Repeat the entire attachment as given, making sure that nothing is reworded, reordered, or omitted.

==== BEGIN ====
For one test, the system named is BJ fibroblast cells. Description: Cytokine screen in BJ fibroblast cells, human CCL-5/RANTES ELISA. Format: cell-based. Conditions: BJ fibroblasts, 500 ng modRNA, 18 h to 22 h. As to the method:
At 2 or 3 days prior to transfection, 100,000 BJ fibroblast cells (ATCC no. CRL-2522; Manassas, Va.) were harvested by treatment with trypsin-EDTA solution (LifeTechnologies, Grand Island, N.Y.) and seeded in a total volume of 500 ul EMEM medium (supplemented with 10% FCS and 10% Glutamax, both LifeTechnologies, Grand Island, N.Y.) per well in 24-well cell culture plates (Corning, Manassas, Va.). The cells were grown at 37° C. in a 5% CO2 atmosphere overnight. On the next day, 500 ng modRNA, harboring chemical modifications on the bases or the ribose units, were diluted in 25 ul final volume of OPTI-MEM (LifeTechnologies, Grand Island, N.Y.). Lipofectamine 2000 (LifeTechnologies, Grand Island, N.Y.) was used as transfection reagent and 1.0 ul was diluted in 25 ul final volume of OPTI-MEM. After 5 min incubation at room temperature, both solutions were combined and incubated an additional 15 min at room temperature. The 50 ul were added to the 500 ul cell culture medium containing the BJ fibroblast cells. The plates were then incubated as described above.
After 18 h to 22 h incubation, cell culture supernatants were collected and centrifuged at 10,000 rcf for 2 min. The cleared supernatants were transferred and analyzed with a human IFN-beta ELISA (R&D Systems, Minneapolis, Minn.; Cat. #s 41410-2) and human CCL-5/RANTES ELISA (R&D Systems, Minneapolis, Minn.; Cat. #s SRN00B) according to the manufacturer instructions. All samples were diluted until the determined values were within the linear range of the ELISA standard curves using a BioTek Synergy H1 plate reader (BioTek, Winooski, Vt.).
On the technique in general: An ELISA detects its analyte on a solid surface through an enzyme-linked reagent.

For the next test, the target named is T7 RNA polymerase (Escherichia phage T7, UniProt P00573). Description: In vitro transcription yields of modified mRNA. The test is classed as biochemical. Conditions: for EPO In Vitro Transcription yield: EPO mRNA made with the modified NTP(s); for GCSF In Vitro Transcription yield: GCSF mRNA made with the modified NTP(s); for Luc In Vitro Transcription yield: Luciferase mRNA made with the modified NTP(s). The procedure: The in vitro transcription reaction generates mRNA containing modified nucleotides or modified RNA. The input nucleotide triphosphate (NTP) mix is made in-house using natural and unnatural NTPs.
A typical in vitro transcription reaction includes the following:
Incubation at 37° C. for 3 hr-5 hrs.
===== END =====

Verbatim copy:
For one test, the system named is BJ fibroblast cells. Description: Cytokine screen in BJ fibroblast cells, human CCL-5/RANTES ELISA. Format: cell-based. Conditions: BJ fibroblasts, 500 ng modRNA, 18 h to 22 h. As to the method:
At 2 or 3 days prior to transfection, 100,000 BJ fibroblast cells (ATCC no. CRL-2522; Manassas, Va.) were harvested by treatment with trypsin-EDTA solution (LifeTechnologies, Grand Island, N.Y.) and seeded in a total volume of 500 ul EMEM medium (supplemented with 10% FCS and 10% Glutamax, both LifeTechnologies, Grand Island, N.Y.) per well in 24-well cell culture plates (Corning, Manassas, Va.). The cells were grown at 37° C. in a 5% CO2 atmosphere overnight. On the next day, 500 ng modRNA, harboring chemical modifications on the bases or the ribose units, were diluted in 25 ul final volume of OPTI-MEM (LifeTechnologies, Grand Island, N.Y.). Lipofectamine 2000 (LifeTechnologies, Grand Island, N.Y.) was used as transfection reagent and 1.0 ul was diluted in 25 ul final volume of OPTI-MEM. After 5 min incubation at room temperature, both solutions were combined and incubated an additional 15 min at room temperature. The 50 ul were added to the 500 ul cell culture medium containing the BJ fibroblast cells. The plates were then incubated as described above.
After 18 h to 22 h incubation, cell culture supernatants were collected and centrifuged at 10,000 rcf for 2 min. The cleared supernatants were transferred and analyzed with a human IFN-beta ELISA (R&D Systems, Minneapolis, Minn.; Cat. #s 41410-2) and human CCL-5/RANTES ELISA (R&D Systems, Minneapolis, Minn.; Cat. #s SRN00B) according to the manufacturer instructions. All samples were diluted until the determined values were within the linear range of the ELISA standard curves using a BioTek Synergy H1 plate reader (BioTek, Winooski, Vt.).
On the technique in general: An ELISA detects its analyte on a solid surface through an enzyme-linked reagent.

For the next test, the target named is T7 RNA polymerase (Escherichia phage T7, UniProt P00573). Description: In vitro transcription yields of modified mRNA. The test is classed as biochemical. Conditions: for EPO In Vitro Transcription yield: EPO mRNA made with the modified NTP(s); for GCSF In Vitro Transcription yield: GCSF mRNA made with the modified NTP(s); for Luc In Vitro Transcription yield: Luciferase mRNA made with the modified NTP(s). The procedure: The in vitro transcription reaction generates mRNA containing modified nucleotides or modified RNA. The input nucleotide triphosphate (NTP) mix is made in-house using natural and unnatural NTPs.
A typical in vitro transcription reaction includes the following:
Incubation at 37° C. for 3 hr-5 hrs.